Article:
It’s a really intriguing style and I haven’t made such a statement in some time. To add to the creepy décor, there’s an anonymous watcher who seems to taunt you everywhere you go. You’ll see mocking jibes written on walls and some of them are just plain insulting. Strangely enough, though, the farther you go, the more that watcher appears to be quietly optimistic about your escape. Speaking of which, you may come across other drones who will assist you in your desperate quest, which adds another dimension to the gameplay. You will also unlock a variety of gadgets that will become invaluable in certain situations.
The checkpoints are sprinkled liberally throughout your adventure and that’s a good thing, because you will die frequently. But those deaths never feel cheap or unwarranted. They almost always occur because you weren’t careful enough and didn’t give enough attention to the challenge. Although there is the very solid and reliable platforming mechanic, the stealth trademarks are still here: Observation, timing and execution. At first, it’s relatively easy. There are a few switches that require a block and wandering robotic guards that aren’t very bright. But then you come across laser traps and warp pads that remind one of Portal.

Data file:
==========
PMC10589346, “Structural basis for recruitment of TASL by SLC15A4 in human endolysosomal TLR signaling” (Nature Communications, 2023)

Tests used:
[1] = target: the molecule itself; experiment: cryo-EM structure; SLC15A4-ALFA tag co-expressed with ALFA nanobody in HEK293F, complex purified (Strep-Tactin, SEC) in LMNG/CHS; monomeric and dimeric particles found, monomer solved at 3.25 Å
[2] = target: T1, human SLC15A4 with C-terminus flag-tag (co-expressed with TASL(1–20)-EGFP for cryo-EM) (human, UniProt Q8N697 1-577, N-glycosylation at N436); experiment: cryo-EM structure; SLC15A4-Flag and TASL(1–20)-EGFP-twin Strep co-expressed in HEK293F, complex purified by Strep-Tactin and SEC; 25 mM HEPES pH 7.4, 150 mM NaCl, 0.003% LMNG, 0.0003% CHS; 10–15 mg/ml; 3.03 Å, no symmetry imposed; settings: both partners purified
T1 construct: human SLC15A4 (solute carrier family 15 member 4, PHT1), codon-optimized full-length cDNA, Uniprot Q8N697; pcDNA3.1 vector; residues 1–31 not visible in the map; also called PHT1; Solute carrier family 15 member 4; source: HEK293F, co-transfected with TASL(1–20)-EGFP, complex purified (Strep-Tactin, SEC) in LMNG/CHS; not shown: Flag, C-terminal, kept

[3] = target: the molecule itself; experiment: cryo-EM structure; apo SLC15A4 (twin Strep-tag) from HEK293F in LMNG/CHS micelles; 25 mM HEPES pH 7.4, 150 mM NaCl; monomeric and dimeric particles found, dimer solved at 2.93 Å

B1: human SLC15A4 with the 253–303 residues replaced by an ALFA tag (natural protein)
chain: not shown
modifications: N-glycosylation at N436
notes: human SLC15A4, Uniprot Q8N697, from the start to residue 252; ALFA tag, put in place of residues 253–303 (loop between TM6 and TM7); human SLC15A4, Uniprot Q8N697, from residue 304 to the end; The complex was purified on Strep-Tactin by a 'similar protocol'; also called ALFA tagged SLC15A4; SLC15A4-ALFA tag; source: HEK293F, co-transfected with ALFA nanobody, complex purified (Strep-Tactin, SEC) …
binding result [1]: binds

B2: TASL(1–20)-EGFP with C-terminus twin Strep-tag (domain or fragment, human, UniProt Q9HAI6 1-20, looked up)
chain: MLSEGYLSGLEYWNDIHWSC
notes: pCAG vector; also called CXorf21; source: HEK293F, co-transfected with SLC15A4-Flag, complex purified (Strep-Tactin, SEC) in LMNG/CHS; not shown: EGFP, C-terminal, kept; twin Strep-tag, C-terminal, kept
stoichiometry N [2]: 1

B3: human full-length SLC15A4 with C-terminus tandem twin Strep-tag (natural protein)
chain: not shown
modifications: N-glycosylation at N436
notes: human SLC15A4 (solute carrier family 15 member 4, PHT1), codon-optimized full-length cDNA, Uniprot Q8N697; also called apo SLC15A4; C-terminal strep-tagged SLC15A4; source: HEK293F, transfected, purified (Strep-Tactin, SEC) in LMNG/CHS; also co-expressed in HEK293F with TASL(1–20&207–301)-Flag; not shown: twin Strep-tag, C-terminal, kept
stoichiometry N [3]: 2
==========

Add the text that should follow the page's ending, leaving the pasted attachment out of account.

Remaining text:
That’s when things really start to grab you. The more you play, the more you appreciate the escalating difficulty and innovative design concepts. You are also given various screen prompts that don’t mar the experience; these prompts tell you the light level (i.e., how visible you are) and the amount of noise you’re making. As for visibility, you need only look at the color of your drone’s goggles to be sure. That’s an example of a great development idea, because it’s easy to access, doesn’t infringe on the streamlined nature of the gameplay, and is not about hand-holding. It’s just a very useful, nicely implemented and subtle feature.